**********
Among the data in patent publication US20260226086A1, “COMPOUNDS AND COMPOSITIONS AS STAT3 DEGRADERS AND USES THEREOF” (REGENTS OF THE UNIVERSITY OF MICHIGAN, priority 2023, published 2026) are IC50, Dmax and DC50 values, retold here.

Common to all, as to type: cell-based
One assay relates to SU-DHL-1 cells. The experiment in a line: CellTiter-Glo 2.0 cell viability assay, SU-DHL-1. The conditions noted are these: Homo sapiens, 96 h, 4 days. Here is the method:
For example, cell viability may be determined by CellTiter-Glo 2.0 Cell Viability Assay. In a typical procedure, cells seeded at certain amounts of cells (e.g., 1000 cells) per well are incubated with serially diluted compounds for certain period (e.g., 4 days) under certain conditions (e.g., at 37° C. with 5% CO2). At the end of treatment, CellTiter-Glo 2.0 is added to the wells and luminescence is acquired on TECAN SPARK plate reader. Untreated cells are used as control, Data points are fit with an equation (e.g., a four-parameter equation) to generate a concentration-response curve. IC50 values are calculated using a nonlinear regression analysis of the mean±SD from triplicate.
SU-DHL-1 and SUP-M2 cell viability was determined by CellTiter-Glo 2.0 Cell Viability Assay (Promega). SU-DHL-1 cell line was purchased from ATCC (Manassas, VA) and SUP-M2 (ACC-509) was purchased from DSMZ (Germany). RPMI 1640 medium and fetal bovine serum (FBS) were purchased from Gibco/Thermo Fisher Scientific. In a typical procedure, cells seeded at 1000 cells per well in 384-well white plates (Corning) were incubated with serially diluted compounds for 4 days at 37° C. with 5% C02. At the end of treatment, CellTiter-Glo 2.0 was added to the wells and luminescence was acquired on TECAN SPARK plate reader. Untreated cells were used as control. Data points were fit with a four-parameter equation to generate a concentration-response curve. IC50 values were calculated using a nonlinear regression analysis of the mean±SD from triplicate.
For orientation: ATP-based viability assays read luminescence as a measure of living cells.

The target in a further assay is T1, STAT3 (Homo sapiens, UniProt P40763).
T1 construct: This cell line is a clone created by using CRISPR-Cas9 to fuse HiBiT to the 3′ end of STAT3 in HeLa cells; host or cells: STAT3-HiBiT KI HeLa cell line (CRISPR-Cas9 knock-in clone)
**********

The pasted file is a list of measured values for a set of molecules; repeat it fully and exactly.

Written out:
Among the data in patent publication US20260226086A1, “COMPOUNDS AND COMPOSITIONS AS STAT3 DEGRADERS AND USES THEREOF” (REGENTS OF THE UNIVERSITY OF MICHIGAN, priority 2023, published 2026) are IC50, Dmax and DC50 values, retold here.

Common to all, as to type: cell-based
One assay relates to SU-DHL-1 cells. The experiment in a line: CellTiter-Glo 2.0 cell viability assay, SU-DHL-1. The conditions noted are these: Homo sapiens, 96 h, 4 days. Here is the method:
For example, cell viability may be determined by CellTiter-Glo 2.0 Cell Viability Assay. In a typical procedure, cells seeded at certain amounts of cells (e.g., 1000 cells) per well are incubated with serially diluted compounds for certain period (e.g., 4 days) under certain conditions (e.g., at 37° C. with 5% CO2). At the end of treatment, CellTiter-Glo 2.0 is added to the wells and luminescence is acquired on TECAN SPARK plate reader. Untreated cells are used as control, Data points are fit with an equation (e.g., a four-parameter equation) to generate a concentration-response curve. IC50 values are calculated using a nonlinear regression analysis of the mean±SD from triplicate.
SU-DHL-1 and SUP-M2 cell viability was determined by CellTiter-Glo 2.0 Cell Viability Assay (Promega). SU-DHL-1 cell line was purchased from ATCC (Manassas, VA) and SUP-M2 (ACC-509) was purchased from DSMZ (Germany). RPMI 1640 medium and fetal bovine serum (FBS) were purchased from Gibco/Thermo Fisher Scientific. In a typical procedure, cells seeded at 1000 cells per well in 384-well white plates (Corning) were incubated with serially diluted compounds for 4 days at 37° C. with 5% C02. At the end of treatment, CellTiter-Glo 2.0 was added to the wells and luminescence was acquired on TECAN SPARK plate reader. Untreated cells were used as control. Data points were fit with a four-parameter equation to generate a concentration-response curve. IC50 values were calculated using a nonlinear regression analysis of the mean±SD from triplicate.
For orientation: ATP-based viability assays read luminescence as a measure of living cells.

The target in a further assay is T1, STAT3 (Homo sapiens, UniProt P40763).
T1 construct: This cell line is a clone created by using CRISPR-Cas9 to fuse HiBiT to the 3′ end of STAT3 in HeLa cells; host or cells: STAT3-HiBiT KI HeLa cell line (CRISPR-Cas9 knock-in clone)